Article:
Ephemeroptera (mayflies) is an order of winged hemimetabola insects that live in freshwater ecosystems. The Ephemeroptera order has over 3000 species distributed in 40 different families approximately [36, 37]. Mayflies belong to an ancient group of insects that were present already in the late Carboniferous or early Permian period [1]. Mayflies have a life cycle that consists of two well-defined phases. The aquatic phase that comprises embryogenesis and nymphal stages and the terrestrial phase, which consists on a sexually immature subimago and a sexually active imago (Fig. 1). Their aquatic phase makes mayflies ideal as bioindicators of the quality of freshwater ecosystems [38,39,40], while their terrestrial phase contributes to population dispersal; thus, mayflies have been used to investigate biogeographical events, such as dispersion and colonisation of new communities [41,42,43]. The duration of embryogenesis is variable, ranging from days to months, depending on the species and environmental factors, as the temperature [44]. Although the life cycle of some species, like Baetis vernus, Ephemerella ignita and Ephoron shigae, includes a programmed egg-dormancy phase or diapause [45,46,47,48], this is not the case for C. dipterum. Once the nymphs eclode from the eggs, they undergo a series of moults to finally moult into a terrestrial subimago that leaves the water. This sexually immature individual has to moult once more to become the sexually mature imago. This two-step moulting into the sexually mature individual is a striking singularity of mayflies [49, 50]. The mating occurs in flying swarms formed by hundreds of individuals several metres above the ground/water surface level [51,52,53].

Fig. 1
figure1

C. dipterum life cycle. a C. dipterum adult female, b C. dipterum adult male. c Cartoon depicting C. dipterum life cycle. Female lays the eggs in a water stream where they hatch as juvenile nymphs. After several moults nymphs emerge from the water to the land as immature subimagos. Then, they moult again to become sexually mature individuals that fly forming swarms to mate. d Female subimago. e Male subimago. f Early-mid nymph. g Late female nymph. h Late male nymph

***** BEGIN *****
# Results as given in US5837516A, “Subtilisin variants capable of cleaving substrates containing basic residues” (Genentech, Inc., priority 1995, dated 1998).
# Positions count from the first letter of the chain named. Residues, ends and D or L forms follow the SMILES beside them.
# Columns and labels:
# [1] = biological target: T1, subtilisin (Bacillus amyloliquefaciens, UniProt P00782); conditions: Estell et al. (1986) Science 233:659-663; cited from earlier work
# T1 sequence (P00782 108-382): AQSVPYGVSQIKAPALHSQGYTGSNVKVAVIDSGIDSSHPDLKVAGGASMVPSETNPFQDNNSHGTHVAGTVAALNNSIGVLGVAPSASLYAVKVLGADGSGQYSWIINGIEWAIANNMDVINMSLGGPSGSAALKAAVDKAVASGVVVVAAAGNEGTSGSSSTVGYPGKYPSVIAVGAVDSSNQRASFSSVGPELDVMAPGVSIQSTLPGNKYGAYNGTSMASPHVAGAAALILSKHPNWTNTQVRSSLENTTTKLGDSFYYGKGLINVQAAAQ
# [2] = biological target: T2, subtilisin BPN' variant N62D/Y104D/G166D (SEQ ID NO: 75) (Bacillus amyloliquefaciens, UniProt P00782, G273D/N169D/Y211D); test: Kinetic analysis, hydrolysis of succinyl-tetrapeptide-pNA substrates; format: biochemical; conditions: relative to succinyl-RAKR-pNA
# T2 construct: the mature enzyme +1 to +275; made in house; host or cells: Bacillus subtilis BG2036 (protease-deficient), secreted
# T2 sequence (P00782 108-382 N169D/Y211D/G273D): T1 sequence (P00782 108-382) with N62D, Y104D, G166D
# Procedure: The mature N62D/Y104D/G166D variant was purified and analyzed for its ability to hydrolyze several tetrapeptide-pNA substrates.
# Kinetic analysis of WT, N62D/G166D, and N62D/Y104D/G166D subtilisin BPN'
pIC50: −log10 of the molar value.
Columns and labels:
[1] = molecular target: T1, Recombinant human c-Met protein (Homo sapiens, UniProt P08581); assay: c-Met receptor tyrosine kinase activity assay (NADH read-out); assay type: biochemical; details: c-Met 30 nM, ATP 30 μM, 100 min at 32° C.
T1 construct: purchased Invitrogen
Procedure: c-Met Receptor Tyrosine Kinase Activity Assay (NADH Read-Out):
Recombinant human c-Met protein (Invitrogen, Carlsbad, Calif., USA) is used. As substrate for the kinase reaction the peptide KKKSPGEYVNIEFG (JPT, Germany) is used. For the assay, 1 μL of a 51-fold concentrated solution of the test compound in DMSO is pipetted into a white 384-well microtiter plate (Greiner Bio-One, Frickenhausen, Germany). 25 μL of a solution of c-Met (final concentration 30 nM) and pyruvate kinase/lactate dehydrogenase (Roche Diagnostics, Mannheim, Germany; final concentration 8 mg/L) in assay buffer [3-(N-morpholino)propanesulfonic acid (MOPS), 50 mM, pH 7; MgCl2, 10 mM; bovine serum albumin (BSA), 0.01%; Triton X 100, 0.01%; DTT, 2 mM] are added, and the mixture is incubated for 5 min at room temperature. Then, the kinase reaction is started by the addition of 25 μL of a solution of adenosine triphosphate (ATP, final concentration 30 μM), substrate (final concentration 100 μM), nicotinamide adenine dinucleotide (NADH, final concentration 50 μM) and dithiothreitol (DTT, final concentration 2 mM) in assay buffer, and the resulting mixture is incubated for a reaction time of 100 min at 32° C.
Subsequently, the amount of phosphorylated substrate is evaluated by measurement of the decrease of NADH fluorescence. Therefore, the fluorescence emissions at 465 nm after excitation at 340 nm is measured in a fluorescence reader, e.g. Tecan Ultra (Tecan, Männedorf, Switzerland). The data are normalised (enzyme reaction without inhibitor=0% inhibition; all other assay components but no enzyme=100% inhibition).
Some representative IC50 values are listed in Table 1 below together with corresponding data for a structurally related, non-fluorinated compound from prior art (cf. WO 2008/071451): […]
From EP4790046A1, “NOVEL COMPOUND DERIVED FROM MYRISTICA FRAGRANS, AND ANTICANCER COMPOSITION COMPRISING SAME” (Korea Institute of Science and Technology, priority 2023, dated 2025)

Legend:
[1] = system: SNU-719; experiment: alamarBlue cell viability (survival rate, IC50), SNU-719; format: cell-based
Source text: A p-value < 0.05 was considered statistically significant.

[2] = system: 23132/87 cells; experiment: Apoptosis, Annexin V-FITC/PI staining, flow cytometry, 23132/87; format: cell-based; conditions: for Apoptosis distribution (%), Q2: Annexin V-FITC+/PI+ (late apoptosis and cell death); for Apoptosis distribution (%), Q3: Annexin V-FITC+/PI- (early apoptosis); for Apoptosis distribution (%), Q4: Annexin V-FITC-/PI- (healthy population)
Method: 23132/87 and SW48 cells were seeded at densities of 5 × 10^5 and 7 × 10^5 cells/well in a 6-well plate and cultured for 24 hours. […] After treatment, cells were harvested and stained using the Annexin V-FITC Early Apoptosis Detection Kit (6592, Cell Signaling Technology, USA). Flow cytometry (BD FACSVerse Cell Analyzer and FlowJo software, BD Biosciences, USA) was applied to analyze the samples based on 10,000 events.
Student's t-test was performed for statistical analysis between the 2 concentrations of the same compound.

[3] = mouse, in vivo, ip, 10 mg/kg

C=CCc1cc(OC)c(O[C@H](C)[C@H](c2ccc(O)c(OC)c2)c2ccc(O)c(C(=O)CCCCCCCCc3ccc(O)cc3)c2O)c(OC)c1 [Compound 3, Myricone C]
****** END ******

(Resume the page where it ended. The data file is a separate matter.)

In most phylogenetic analyses, Ephemeroptera is grouped together with Odonata (damselflies and dragonflies) as the sister group of Neoptera, the rest of winged insects ([54] and references therein). Therefore, extant mayflies are a key order to test the hypotheses postulated for the wing origin in pterygote insects. Their position in the phylogenetic tree also makes them an essential group to investigate segmentation, head specification and other morphogenetic processes occurring in the embryo, beyond the classical insect models already used to address these problems (Drosophila, Tribolium, Oncopeltus). Moreover, their particular life cycle with an aquatic and a terrestrial period makes mayflies a relevant organism to examine different adaptations to the land, such as the evolution of the extra-embryonic layers and other metabolic and physiologic traits derived from this complex life cycle, such as the hormonal control, ecdysis and metabolic rates.

By having established C. dipterum in the laboratory, we have now unlimited access to all embryonic and postembryonic stages through the year, permitting the study of fundamental processes that originated for the first time in Ephemeroptera or that are specific to the extant members of this order. Moreover, the development of a series of genomic and transcriptomic resources will facilitate comparative analyses at the genome, transcriptome and epigenomic levels that can clarify the role of certain genes and regulatory networks in the origin of those novelties. Finally, the high regenerative capabilities of C. dipterum [55,56,57], together with its short life cycle (which lasts from 40 to 60 days on average), make this species a significant and very useful system to investigate the regeneration of non-embryonic tissues in insects.

C. dipterum continuous culture in the laboratory

Cloeon dipterum, from the Baetidae family, is one of the few ovoviviparous ephemeropteran species: the female keeps the fertilised eggs inside the abdomen and only when they are ready to hatch, after 10–20 days, the female sets down onto the surface of a water stream or pond and lays the eggs that sink to the bottom ready to eclode. Just few seconds after the eggs are laid, the nymphs hatch [58].

Individual lines were established and maintained in the laboratory for multiple generations starting from single gravid females captured in Dos Hermanas (Sevilla, Spain) and Alfacar (Granada, Spain). In the laboratory, gravid females are kept in a petri dish with a wet filter paper to avoid their desiccation. After 13 days, the female is first placed on the surface of unchlorinated water in a beaker to let it lay the eggs, but the duration of embryogenesis is a bit variable, between 13 and 17 days. If the embryos are ready to hatch, females immediately spawn. However, in case she does not spawn within the first minute on the water, the female has to be brought back to the petri dish to avoid the laying of underdeveloped eggs. It is therefore advisable to try to induce the spawning during several days until reaching the appropriate moment when the embryos are fully developed. The number of eggs a female can lay depends mainly on its nutritional condition. In general, bigger females produce larger clutches. In the laboratory, the females tend to lay between one hundred and three hundred eggs per clutch. Shortly after delivering the eggs, the females die.